Macbeth Blu-ray review
Scotland. Witches. Murder. Traitors. Revenge. Power. Thanes. Kings. Prophecies. Paranoia. Guilt. Etc. Etc. It’s all here in this latest adaptation of William Shakespeare’s MACBETH.
For those who opted to sleep through this lesson in high school English, MACBETH tells of Scottish nobleman Macbeth (Michael Fassbender, who also starred in STEVE JOBS and SLOW WEST this year), who is urged by his wife, Lady Macbeth (Marion Cotillard, the Dardenne brothers’ TWO DAYS, ONE NIGHT), to kill the monarch King Duncan (David Thewlis, who might be best known as Remus Lupin in the HARRY POTTER series) so he can seize the throne and help fulfill the prophecy of three witches. This triggers quite the series of events, with additional deaths of pal Banquo (Paddy Considine, CHILD 44), Lady Macbeth and Macbeth himself, courtesy of Macduff (Sean Harris, MISSION: IMPOSSIBLE – ROGUE NATION), who makes a last-minute revelation that supposedly aids in the king’s death. (Surely a spoiler alert isn’t necessary since the play is more than 400 years old.)
Shakespeare’s play has been adapted for the screen (both big and small) more than two dozen times, with notable versions including Orson Welles’ 1948 version, Roman Polanski’s 1971 take and Akira Kurosawa’s THRONE OF BLOOD in 1957. This version, directed by Justin Kurzel (2011’s SNOWTOWN; he was also one of 18 directors to lead a segment in 2013’s anthology movie THE TURNING), despite its obvious efforts, doesn’t do quite enough to warrant being remembered.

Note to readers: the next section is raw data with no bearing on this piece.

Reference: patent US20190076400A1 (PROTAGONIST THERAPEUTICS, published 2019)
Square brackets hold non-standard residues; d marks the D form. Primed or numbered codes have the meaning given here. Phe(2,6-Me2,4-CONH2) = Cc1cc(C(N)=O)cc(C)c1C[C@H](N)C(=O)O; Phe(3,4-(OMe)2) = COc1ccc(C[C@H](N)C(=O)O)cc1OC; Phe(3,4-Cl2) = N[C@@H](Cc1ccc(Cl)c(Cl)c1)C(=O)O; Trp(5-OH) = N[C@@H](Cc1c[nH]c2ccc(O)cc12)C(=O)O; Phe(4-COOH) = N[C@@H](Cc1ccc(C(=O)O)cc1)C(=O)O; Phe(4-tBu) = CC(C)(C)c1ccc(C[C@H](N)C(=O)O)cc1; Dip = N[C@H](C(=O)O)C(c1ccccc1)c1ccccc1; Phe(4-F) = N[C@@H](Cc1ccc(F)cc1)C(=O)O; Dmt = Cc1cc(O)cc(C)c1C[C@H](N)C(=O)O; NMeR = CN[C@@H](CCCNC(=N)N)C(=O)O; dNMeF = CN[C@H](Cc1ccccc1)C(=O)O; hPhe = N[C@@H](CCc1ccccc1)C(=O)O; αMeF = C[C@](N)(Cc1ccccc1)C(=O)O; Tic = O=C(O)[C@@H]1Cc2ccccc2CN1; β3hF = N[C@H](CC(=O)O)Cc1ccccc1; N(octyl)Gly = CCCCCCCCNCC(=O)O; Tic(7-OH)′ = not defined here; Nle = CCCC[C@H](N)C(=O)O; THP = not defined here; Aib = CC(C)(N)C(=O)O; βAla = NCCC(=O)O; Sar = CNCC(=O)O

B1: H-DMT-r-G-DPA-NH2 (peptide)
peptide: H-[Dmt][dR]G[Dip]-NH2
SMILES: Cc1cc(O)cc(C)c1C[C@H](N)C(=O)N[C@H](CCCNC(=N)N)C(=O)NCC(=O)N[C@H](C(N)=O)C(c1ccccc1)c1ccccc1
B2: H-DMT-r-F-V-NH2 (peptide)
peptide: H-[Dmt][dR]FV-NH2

There are certainly some fine aspects to MACBETH—there is an ominous and moody score by Jed Kurzel (THE BABADOOK), the Scotland and England locations are a marvelous sight—but there are far too many missteps. Take, for example, the cinematography. While Adam Arkapaw (who has two Emmys—one for TOP OF THE LAKE, one for TRUE DETECTIVE) makes excellent use of the locations and contributes greatly to the tone, the majority of interior shots are so darkly lit that the viewer is left squinting trying to tell who is occupying the room.
Chances are, if you enjoy theatrical adaptations of Shakespearian works, you will seek out MACBETH. You may also find yourself asking, What’s the point? How many takes on the same source are needed, especially if it doesn’t succeed in providing a fresh perspective?
This is perhaps the greatest fault of Kurzel’s movie. Just about everything that is expected to happen happens. The screenwriters (Jacob Koskoff, Michael Lesslie and Todd Louiso) stick to the play, but it comes off as more out of obligation than necessity, making the entire movie laborious and plain. Even the leads, who are generally a joy to watch (Fassbender is one of the best actors working today), come across as if they are just trudging through the motions.
MACBETH competed for the Palme d’Or at the 2015 Cannes Film Festival. The prize went to French film DHEEPAN.
Video: 2.39:1 in 1080p with MPEG-4 AVC codec. This is a strong transfer that fully captures the atmosphere of the story.
Audio: English DTS-HD Master Audio 5.1. Subtitles in English and Spanish. The dialogue is clean, the score is moody and the battle/murder sequences immerse the viewer in the world.
Making MACBETH (7:55): Director Justin Kurzel, star Michael Fassbender and more discuss the characters and approach to MACBETH.
Q&A with Michael Fassbender (20:12): Film critic Joe Neumaier interviews Fassbender.